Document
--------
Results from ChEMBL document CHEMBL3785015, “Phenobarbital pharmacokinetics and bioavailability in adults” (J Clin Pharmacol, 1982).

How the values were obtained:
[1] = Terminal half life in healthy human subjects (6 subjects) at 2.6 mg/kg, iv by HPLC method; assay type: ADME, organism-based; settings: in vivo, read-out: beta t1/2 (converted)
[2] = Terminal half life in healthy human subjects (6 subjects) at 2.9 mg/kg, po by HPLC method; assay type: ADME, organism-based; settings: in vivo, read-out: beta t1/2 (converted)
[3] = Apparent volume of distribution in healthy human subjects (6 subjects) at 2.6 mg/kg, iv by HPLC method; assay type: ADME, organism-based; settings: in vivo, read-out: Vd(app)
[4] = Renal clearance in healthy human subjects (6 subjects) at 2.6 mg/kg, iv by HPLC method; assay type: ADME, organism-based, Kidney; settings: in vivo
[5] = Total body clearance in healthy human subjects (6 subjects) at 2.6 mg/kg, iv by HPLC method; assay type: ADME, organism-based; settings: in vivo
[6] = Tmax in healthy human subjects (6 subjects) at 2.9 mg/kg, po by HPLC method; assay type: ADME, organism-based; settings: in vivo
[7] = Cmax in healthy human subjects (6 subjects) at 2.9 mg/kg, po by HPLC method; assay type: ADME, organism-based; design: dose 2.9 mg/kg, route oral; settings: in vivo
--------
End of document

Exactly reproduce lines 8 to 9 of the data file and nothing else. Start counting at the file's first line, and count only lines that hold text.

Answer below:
[6] = Tmax in healthy human subjects (6 subjects) at 2.9 mg/kg, po by HPLC method; assay type: ADME, organism-based; settings: in vivo
[7] = Cmax in healthy human subjects (6 subjects) at 2.9 mg/kg, po by HPLC method; assay type: ADME, organism-based; design: dose 2.9 mg/kg, route oral; settings: in vivo